The Chicago Bears will have a number of contracts expiring after this season. On defense, Henry Melton's franchise deal will expire, Corey Wootton and Major Wright will be free agents, and both All-Pro cornerbacks, Charles Tillman and Tim Jennings, will hit the open market. On offense, decisions will have to be made regarding J'Marcus Webb and Roberto Garza.
"Am I convinced that Jay has the talent to be [a Super Bowl quarterback]? Yes, I am," Emery said in January. "I see Jay as a franchise quarterback. We've got to build around him. That's been the goal from the beginning, to build around Jay and to build our team towards championships."
In fact, Emery's faith in Cutler is so deep, that he hired a head coach who hadn't worked in the NFL since 2004, Marc Trestman, based almost entirely on his history of working with successful quarterbacks.
"Jay being our quarterback and that being a franchise position in terms of importance, it's very important that [the new head coach], either himself or staff-wise, has the right person to help Jay develop," Emery said.
Entering his fifth season in Chicago, Cutler has yet to consistently perform at the level of a franchise signal caller. Last year, despite the addition of Brandon Marshall, who posted the best numbers by a Bears receiver in franchise history, and a solid run game, Cutler regressed considerably. His passer rating in 2012 (81.3) was the second lowest of his career, as was his completion percentage (58.8), while his 3,033 passing yards were the lowest of any season in which he started 15 or more games.
The offensive line, which has struggled mightily in pass protection since the team traded for Cutler in 2009, deserves a lot of the blame. Which is why Emery signed a two-time Pro Bowl left tackle, Jermon Bushrod, this offseason and used a first-round pick on offensive lineman Kyle Long. With the addition of a pass-catching tight end in Martellus Bennett, Cutler now has all of the tools he needs to finally reach his potential.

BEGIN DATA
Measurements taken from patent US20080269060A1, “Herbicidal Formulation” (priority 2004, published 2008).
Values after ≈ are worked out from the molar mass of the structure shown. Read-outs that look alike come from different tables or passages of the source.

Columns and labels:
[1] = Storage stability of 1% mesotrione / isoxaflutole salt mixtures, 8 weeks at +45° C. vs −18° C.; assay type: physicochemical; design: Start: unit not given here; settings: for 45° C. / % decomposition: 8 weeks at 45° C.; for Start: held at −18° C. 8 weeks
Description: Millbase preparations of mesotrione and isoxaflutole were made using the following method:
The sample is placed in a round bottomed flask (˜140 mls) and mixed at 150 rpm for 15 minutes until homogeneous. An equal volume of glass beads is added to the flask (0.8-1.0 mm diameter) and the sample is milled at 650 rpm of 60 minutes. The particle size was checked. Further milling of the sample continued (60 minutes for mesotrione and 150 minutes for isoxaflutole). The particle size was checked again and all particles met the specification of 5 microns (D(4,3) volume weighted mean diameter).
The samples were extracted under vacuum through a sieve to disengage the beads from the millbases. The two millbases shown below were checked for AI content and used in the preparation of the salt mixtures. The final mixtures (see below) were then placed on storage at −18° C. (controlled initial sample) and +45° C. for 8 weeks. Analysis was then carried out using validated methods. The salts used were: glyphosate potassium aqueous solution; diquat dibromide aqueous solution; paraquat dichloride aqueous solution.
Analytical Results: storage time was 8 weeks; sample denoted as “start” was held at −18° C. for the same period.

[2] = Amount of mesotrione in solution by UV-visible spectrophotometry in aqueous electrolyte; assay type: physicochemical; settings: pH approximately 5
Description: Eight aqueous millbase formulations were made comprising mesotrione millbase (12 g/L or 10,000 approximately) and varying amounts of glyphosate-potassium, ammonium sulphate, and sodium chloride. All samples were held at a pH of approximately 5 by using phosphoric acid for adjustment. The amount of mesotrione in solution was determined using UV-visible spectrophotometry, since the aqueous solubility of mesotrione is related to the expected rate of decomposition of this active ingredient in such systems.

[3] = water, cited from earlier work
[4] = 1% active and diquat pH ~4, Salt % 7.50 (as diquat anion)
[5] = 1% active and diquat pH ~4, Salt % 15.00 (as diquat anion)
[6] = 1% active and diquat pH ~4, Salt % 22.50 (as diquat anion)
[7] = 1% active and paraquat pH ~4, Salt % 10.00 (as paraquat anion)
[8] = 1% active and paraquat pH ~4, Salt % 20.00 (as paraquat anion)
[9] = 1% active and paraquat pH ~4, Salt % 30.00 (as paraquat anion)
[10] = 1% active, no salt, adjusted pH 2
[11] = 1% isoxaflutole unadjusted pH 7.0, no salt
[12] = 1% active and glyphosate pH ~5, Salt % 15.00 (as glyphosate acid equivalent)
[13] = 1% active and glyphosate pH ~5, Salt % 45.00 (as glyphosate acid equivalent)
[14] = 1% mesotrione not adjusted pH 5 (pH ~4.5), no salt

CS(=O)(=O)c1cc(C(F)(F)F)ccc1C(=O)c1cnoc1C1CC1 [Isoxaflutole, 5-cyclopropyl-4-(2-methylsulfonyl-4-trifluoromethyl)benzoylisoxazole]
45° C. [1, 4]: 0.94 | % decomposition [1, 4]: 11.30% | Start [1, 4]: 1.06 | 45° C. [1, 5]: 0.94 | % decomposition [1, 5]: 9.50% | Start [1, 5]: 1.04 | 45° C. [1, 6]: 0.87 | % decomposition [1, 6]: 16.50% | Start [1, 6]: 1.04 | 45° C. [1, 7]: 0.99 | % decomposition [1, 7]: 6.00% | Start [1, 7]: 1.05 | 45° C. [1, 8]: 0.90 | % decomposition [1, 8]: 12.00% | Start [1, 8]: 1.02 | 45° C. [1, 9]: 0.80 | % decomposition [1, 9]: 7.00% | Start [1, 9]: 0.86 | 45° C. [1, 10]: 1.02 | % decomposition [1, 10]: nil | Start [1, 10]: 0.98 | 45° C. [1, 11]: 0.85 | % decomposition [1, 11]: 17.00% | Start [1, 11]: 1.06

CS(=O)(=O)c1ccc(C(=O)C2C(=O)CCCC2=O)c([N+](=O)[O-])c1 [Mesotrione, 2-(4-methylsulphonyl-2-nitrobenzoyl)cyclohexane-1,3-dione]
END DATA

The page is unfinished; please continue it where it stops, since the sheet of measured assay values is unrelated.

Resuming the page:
Yet how good does Cutler actually have to be to earn his franchise deal? The prevailing wisdom is that, if he again struggles this year and the passing offense doesn't improve on it's 29th ranking from last season, the team won't be able to justify breaking the bank for a quarterback who has yet to live up to expectations. At that point, they would then have to move on from the failed Cutler experiment.
Realistically though, Cutler doesn't need to have a Pro Bowl season to earn a Pro Bowl contract. In fact, he needs to be only marginally better than he was last year, or even stagnate, to still earn a franchise deal.
Why? Because the Bears have no Plan B. Cutler's backup, Josh McCown, is 34 and the club's third stringer, Matt Blanchard, is still years away from developing into a competent backup. If the team decided to move on from Cutler, what would they do then at quarterback, by far the most important position in all of football?
J'Marcus Russell? Yeah, that's not a path the Bears want to go down.
In reality, the only quarterbacks that hit free agency are backups. Very rarely is a franchise signal caller allowed to just walk away from an organization. The draft would be an option but that in itself is the biggest crapshoot in the game.
With Cutler, at least you know the man leading the offense has immense talent. The same won't necessarily be said for any free agent or rookie the team would be pinning their hopes on if Cutler isn't re-signed. That unknown factor will play in his favor.
Cutler is only 30 years old, so there's still a chance he'll finally turn his career around and excel under the tutelage of Trestman. If that happens this season, Emery will be more than happy to pay his signal caller what he's worth. But even if Cutler regresses, the Bears won't be in a position to low-ball him, as Cutler and his agent know as well as we do there are no other viable options on the roster.
Jeremy Stoltz is Publisher of BearReport.com and a member of the Pro Football Writers of America. He is in his third season covering the Chicago Bears full time. Follow Bear Report on Twitter and discuss this topic on our message boards. To become a subscriber to the Bear Report Web site or magazine, click here.